Find the Error with Subject-Verb Agreement

Subject-verb agreement is one of the most basic rules in English grammar, yet it is also one of the most frequently violated. This mistake occurs when the subject of a sentence and the verb that follows it do not match in number. For example, a singular subject requires a singular verb, while a plural subject requires a plural verb. Failing to follow this rule can make a sentence sound awkward, confusing, or nonsensical.

Here are some common errors to look out for when checking subject-verb agreement:

1. Indefinite pronouns: Indefinite pronouns refer to a nonspecific person or thing, such as anyone, everyone, someone, nobody, and everybody. These pronouns can be either singular or plural, depending on the context. For example, “Everyone is happy” is correct because everyone is singular, while “Everyone are happy” is incorrect because the verb should be plural.

2. Compound subjects: A compound subject consists of two or more nouns or pronouns that are joined by a conjunction such as and, or, or nor. The verb should agree with the number of the entire subject, not just the last noun or pronoun. For example, “The dog and the cat are playing” is correct because the subject (dog and cat) is plural, while “The dog and the cat is playing” is incorrect because the verb should be plural.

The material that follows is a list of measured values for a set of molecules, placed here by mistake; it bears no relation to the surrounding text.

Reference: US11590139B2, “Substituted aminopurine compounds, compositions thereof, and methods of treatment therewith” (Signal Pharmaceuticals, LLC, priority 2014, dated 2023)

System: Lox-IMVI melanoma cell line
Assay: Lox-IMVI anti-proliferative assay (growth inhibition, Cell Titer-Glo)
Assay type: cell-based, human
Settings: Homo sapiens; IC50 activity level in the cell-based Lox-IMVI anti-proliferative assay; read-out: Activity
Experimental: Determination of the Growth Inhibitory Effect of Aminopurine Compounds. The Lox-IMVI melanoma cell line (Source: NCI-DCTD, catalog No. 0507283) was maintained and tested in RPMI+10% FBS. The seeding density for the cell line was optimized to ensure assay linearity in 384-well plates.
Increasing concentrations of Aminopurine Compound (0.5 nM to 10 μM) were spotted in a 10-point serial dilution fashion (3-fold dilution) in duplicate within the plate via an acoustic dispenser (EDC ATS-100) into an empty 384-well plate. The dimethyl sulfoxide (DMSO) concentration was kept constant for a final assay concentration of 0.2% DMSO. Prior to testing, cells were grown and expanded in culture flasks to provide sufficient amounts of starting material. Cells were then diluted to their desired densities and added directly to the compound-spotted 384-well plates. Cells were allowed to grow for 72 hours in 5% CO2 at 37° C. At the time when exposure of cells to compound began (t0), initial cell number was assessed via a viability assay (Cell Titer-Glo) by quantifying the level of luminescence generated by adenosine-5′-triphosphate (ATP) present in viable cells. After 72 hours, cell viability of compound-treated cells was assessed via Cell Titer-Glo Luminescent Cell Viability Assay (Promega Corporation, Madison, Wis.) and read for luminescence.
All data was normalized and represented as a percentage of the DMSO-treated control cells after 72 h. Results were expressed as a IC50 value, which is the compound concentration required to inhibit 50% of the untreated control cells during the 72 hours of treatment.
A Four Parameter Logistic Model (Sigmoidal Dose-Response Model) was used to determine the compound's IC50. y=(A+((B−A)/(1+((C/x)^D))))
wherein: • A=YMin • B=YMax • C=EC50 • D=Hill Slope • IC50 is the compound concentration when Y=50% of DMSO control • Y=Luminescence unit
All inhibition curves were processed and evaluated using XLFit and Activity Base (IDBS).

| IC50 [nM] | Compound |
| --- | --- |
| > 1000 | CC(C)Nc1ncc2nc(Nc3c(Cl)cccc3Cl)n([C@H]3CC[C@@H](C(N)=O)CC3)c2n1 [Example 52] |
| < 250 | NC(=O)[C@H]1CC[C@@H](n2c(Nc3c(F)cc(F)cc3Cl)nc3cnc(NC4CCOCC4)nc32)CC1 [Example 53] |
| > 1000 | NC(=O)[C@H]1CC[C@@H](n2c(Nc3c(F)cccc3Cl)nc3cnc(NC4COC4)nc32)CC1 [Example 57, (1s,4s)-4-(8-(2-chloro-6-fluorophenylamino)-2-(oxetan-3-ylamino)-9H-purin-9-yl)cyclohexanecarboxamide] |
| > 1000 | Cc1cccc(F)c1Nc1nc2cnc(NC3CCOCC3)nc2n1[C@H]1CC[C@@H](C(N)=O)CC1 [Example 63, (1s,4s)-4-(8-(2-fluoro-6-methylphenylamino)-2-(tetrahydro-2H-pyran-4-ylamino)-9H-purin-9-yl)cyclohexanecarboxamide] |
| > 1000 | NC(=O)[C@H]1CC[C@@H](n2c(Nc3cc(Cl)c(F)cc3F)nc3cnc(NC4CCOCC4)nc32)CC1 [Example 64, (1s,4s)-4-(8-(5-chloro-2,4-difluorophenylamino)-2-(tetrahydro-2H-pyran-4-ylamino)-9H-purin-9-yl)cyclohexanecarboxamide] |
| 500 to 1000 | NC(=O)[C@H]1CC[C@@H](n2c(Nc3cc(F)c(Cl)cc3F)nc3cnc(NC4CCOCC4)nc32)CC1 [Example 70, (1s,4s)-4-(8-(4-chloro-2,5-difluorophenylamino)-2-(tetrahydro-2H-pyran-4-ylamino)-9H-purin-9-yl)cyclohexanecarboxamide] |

3. Collective nouns: Collective nouns refer to a group of individuals or things treated as a single entity, such as team, family, or staff. Depending on the context, these nouns can be either singular or plural. For example, “The team is practicing” is correct because team is considered a single entity, while “The team are arguing” is incorrect because the verb should be singular.

4. Separated subjects: When a sentence has two or more subjects separated by a phrase or clause, it can be easy to forget to match the verb with the first subject. For example, “Running, jumping, and swimming is my favorite hobby” is incorrect because the verb should be plural to match the three activities. The correct sentence would be “Running, jumping, and swimming are my favorite hobbies.”

5. Intervening words: Sometimes, words or phrases intervene between the subject and the verb, making it difficult to determine the correct agreement. For example, “The list of items to buy is on the table” is correct because the subject (list) is singular, while “The list of items to buy are on the table” is incorrect because the verb should be singular.

In conclusion, following the basic rule of subject-verb agreement is crucial for effective communication and clear writing. By being mindful of these common errors, you can improve your writing and avoid confusion for your readers.